Advancing Sexual and Reproductive Health and Rights
 
Perspectives on Sexual and Reproductive Health
Volume 45, Number 1, March 2013

Effectiveness of a Brief Curriculum to Promote Condom and Health Care Use Among Out-of-School Young Adult Males

By Arik V. Marcell, Elizabeth Allan, Eric A. Clay, Catherine Watson, Freya L. Sonenstein

Context: Out-of-school black males aged 15–24 have higher levels of sexual risk-taking than in-school black males of the same age. However, few sexual risk reduction curricula are focused on out-of-school male youth.

Methods: A sexual and reproductive health intervention conducted at a Baltimore youth employment and training program in 2008–2010 was evaluated in a study involving 197 youth aged 16–24 from a predominantly black population. Ninety-eight participants received three one-hour curriculum sessions on consecutive days; 99 served as controls. At baseline and three months later, participants completed a survey assessing demographic characteristics and various knowledge, attitude and behavior measures. Regression analysis with random effects was used to assess differences between intervention participants and controls in changes in outcomes over time.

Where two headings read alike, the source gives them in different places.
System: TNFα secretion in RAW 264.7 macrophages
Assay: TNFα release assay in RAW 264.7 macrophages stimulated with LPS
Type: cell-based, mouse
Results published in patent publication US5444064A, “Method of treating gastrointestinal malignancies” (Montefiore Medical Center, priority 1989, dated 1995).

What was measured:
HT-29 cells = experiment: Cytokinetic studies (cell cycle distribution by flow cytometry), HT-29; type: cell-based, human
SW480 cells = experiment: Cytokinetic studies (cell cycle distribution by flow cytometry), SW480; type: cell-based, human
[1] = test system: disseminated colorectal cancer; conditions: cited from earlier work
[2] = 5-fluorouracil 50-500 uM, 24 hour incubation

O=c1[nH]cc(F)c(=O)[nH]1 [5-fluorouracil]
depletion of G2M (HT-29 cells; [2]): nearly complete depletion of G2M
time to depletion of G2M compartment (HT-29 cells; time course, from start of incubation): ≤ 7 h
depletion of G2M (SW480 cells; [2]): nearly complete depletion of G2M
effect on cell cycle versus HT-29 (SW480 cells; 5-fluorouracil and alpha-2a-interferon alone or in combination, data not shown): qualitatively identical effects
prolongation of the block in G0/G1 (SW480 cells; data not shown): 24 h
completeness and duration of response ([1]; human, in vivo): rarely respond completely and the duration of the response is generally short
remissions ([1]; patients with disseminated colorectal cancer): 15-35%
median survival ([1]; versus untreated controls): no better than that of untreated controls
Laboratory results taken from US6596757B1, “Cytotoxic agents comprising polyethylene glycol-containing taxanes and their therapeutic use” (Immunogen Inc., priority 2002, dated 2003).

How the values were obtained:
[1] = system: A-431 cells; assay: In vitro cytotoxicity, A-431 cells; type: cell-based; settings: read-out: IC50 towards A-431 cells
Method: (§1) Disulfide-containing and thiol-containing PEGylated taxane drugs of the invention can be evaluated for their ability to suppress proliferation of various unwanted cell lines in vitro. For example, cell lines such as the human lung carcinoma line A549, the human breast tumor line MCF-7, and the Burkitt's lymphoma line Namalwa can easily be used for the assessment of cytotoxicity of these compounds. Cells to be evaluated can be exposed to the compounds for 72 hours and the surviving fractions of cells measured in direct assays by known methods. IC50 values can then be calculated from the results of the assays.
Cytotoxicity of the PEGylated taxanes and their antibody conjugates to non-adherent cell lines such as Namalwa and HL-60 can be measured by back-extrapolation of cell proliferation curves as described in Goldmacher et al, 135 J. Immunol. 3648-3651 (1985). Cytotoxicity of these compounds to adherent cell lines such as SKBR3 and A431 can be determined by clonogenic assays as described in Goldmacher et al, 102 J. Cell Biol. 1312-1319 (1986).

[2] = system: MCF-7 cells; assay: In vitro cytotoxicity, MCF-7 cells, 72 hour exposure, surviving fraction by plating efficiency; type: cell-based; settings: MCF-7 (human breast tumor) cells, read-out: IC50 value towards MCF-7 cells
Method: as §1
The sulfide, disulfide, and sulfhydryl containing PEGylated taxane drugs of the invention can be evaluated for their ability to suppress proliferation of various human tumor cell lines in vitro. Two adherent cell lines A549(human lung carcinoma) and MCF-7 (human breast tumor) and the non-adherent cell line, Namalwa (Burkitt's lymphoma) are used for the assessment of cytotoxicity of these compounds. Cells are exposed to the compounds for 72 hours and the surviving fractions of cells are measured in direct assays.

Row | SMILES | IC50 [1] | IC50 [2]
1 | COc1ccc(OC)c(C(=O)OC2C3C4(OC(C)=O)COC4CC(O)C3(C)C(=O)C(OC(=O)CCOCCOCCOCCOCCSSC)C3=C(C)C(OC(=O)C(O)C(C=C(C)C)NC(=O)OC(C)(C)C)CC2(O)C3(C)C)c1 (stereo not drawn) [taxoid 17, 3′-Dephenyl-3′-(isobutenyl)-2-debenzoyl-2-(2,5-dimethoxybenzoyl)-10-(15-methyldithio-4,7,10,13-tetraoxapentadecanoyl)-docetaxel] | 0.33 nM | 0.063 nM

Results: In analyses adjusting for baseline characteristics, intervention participants showed greater improvements in outcomes between baseline and follow-up than did controls. Specifically, a male who received the intervention was more likely than a control male to report increases in knowledge of STDs and health care use (odds ratio, 1.6 for each), frequency of condom use (1.8), use of lubricant with condoms (23.6), communication with a provider about STDs (12.3) and STD testing (16.6).

Conclusion: These findings suggest the potential benefits of integrating safer-sex and health care information into a sexual and reproductive health curriculum for out-of-school male youth.

DOI:10.1363/4503313







 

AUTHOR AFFILIATIONS

Arik V. Marcell is assistant professor, Department of Pediatrics, School of Medicine, and Department of Population, Family and Reproductive Health; and Freya L. Sonenstein is professor and director, Center for Adolescent Health—both at the Johns Hopkins Bloomberg School of Public Health, Baltimore. Elizabeth Allan is a medical student, School of Medicine, University of Maryland, Baltimore; Eric A. Clay is director, Youth Opportunities Program, Historic East Baltimore Community Action Coalition, Baltimore; and Catherine Watson is chief, Bureau of Adolescent and Reproductive Health, Baltimore City Health Department.